Entitled Disney Flexes its Muscles, and Is Offended When DeSantis Responds

Private companies do not have a constitutional right to governmentally-conferred special favors

This piece is one side of the argument in our two-post debate on Ron DeSantis’s feud with Disney. You can find the argument on the other side, written by Samuel R. Staley, here.

Like a lot of corporate giants these days, The Walt Disney Company weighed in on behalf of progressive politics and got burned.

The California-based behemoth tried to sink Governor Ron DeSantis’s 2022 bill limiting gender-provocative content in Florida schools. The soon-to-be-reelected DeSantis fought back. He moved to withdraw the special municipal district that Florida’s Legislature had gifted to Disney back in the 1960s—when Disney was a bipartisan family-friendly favorite.

Entitled Disney and its allies cried foul: how dare DeSantis respond politically to Disney’s foray into politics? DeSantis and the Florida legislature had no right to limit Disney’s corporate free speech, they argued, and besides, wasn’t he deploying Big Government against private business, which conservatives aren’t supposed to do?

The tit-for-tat has grown increasingly complicated. Authorized by the legislature, DeSantis moved to appoint a new majority of board members to the Reedy Creek Improvement District. Under the prior law dating from 1967, Disney appointed the board members, and they in turn ran the special District, which effectively gave Disney its own county government—enabling the company to dictate the rules and taxes governing its properties southwest of Orlando.

But just before DeSantis’s new board took control, Disney amended the charter of the District so that it could not be modified until “21 years after the death of the last survivor of the descendants of King Charles III, King of England living as of the date of this declaration.” The point of this contractual maneuver—which sounds like it comes straight out of a Disney movie script—was to tighten Disney’s grip to outlast DeSantis. The Florida legislature moved to enact legislation that would invalidate Disney’s “King Charles maneuver.” Suits and countersuits have ensued. It’s not yet clear how it will fall out.

This episode may not be either DeSantis’s or Disney’s finest hour. But rise above the finicky details, and you can ask: what’s really at stake here?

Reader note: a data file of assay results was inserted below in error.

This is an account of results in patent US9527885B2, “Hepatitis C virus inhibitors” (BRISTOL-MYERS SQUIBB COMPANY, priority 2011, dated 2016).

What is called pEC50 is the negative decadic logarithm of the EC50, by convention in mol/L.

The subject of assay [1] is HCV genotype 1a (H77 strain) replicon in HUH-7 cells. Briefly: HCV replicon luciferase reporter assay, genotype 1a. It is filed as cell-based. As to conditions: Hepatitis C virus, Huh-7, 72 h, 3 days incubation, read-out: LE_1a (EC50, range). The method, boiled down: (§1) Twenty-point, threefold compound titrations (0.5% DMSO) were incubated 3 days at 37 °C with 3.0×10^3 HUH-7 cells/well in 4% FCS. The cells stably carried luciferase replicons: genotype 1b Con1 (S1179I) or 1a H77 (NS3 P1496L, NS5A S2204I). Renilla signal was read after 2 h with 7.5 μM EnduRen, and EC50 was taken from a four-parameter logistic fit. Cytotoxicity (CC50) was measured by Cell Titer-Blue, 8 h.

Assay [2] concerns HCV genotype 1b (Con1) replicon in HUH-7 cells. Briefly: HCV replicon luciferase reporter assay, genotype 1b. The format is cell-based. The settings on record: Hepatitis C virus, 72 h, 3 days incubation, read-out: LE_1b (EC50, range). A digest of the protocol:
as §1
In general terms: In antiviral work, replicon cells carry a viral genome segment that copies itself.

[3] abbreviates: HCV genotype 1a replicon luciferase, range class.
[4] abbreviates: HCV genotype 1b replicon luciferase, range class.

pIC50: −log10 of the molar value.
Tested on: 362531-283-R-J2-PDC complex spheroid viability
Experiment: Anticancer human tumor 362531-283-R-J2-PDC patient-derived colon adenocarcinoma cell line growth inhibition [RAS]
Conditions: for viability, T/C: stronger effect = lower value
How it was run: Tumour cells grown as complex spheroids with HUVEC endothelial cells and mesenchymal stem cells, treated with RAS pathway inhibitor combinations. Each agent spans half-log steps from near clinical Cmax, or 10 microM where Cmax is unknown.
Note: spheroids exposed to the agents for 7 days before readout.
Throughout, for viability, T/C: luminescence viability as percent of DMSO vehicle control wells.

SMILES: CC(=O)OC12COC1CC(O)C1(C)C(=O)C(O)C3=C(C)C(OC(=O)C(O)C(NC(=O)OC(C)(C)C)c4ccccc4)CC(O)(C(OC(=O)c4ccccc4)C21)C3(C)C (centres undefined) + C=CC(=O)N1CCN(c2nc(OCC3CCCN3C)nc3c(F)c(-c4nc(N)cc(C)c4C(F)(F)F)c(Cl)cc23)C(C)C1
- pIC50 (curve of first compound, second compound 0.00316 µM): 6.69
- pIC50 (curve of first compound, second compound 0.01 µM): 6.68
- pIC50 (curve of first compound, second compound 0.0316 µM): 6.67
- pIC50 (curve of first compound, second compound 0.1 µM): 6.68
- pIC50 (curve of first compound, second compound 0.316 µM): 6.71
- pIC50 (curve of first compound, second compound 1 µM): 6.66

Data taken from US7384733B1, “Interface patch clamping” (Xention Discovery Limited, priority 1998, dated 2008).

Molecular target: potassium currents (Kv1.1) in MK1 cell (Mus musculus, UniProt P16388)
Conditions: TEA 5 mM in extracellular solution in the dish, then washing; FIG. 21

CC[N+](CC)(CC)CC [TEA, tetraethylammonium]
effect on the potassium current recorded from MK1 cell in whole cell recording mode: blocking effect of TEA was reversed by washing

Ron DeSantis’s 2022 reelection campaign focused on education (among other things). Public schools, he argued, shouldn’t override parents’ values, and public classrooms should focus on basic learning rather than ideological formation about sex. His landslide reelection seemed to vindicate his legislation limiting such discussions in the K-3 public classroom.

The media artfully portrayed the law as “Don’t Say Gay.” Accepting this characterization, Disney publicly opposed the law, as it had a right to do.

DeSantis argued, in effect, that most Floridians didn’t think the youngest and most impressionable schoolchildren should be drawn into classroom discussions about gender identity. Does a kindergartner really need to understand the contemporary meaning of the word “gay”? Does a third-grader really need to consider the idea that boys could be girls or that mommies could be daddies?

The Florida legislature has since extended the gender-ideology-free zone up through 12th grade. This may have been a mistake. However, it was the legislature’s initial enactment affecting only kindergarten to third grade that triggered Disney’s ire. And DeSantis responded by clawing back Disney’s privileges.

The fact is that nobody has a constitutional right—or a natural property right—to enjoy a governmentally-conferred special district. Everybody knows that government largesse comes with strings attached. There is no such thing as a no-strings government benefit.

In this case, Florida had conferred not money, but power, when it granted Disney control over Reedy Creek. But whether the government is dispensing money or power, the effect is the same: They who live by government favors, die by government favors.

He who pays the piper calls the tune. This is exactly how the Biden administration (like Obama’s earlier) is pressing both public and private colleges to conform to progressive gender doctrines, redefining the meaning of “no discrimination by sex” to include the new range of gender identities.